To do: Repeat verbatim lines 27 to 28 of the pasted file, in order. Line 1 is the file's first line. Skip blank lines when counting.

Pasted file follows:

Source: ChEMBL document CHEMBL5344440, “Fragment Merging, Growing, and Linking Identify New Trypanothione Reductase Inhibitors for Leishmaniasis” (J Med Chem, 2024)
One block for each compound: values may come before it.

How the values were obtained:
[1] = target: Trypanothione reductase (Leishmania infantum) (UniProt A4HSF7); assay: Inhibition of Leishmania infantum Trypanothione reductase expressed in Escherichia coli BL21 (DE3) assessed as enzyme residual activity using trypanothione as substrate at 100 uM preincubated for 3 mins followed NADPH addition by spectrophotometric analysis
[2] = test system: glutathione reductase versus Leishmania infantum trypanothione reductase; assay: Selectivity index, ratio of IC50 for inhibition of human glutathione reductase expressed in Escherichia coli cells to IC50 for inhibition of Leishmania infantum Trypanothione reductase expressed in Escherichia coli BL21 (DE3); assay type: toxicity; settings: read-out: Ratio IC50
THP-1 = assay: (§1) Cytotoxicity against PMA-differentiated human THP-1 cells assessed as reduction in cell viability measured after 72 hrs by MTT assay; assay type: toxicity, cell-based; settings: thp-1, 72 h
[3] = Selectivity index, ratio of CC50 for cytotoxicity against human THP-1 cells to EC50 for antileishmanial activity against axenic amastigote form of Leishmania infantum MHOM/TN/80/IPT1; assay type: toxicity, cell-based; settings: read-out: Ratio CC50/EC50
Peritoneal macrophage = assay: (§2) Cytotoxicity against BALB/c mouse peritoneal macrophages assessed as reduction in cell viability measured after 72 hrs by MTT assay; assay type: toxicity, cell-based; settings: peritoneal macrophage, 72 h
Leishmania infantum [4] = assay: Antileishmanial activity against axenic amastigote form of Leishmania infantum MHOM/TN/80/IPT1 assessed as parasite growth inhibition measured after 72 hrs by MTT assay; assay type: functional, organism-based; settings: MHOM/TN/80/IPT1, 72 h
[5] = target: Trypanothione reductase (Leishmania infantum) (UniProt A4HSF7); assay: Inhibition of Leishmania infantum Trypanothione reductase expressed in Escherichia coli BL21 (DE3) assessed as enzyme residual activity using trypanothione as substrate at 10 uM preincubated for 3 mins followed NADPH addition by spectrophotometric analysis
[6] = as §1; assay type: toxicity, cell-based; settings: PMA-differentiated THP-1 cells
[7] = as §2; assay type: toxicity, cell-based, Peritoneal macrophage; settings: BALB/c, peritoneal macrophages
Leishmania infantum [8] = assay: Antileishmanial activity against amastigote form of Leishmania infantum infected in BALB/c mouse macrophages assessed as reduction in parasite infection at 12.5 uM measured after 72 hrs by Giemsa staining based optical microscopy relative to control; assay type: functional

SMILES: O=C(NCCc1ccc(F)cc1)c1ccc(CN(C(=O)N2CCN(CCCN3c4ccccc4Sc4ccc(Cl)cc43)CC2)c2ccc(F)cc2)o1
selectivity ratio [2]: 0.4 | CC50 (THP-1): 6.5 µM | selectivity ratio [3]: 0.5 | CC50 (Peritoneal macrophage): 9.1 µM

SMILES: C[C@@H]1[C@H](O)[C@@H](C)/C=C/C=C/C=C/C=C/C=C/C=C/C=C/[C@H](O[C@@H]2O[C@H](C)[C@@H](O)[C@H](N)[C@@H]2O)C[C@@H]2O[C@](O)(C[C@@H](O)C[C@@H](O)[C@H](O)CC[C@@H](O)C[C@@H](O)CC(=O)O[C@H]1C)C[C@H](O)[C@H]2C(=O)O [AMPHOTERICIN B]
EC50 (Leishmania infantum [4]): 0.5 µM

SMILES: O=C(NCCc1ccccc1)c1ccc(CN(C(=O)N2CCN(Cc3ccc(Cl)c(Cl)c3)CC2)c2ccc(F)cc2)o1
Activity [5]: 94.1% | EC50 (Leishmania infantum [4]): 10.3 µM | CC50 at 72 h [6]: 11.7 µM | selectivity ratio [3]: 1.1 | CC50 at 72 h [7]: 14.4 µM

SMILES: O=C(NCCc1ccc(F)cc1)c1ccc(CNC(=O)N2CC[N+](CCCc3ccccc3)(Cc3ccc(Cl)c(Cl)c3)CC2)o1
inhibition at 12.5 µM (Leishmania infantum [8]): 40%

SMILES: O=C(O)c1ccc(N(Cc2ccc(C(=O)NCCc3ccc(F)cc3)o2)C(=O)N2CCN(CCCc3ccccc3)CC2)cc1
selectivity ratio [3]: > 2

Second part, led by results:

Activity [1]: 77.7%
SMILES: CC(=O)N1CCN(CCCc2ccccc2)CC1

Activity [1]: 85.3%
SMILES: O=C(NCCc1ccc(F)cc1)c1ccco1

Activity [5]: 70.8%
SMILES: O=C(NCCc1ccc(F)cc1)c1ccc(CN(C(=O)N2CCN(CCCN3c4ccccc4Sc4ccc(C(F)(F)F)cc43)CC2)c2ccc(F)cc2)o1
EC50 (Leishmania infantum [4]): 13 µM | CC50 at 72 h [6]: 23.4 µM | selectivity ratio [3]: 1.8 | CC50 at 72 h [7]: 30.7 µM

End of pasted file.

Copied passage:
Activity [1]: 85.3%
SMILES: O=C(NCCc1ccc(F)cc1)c1ccco1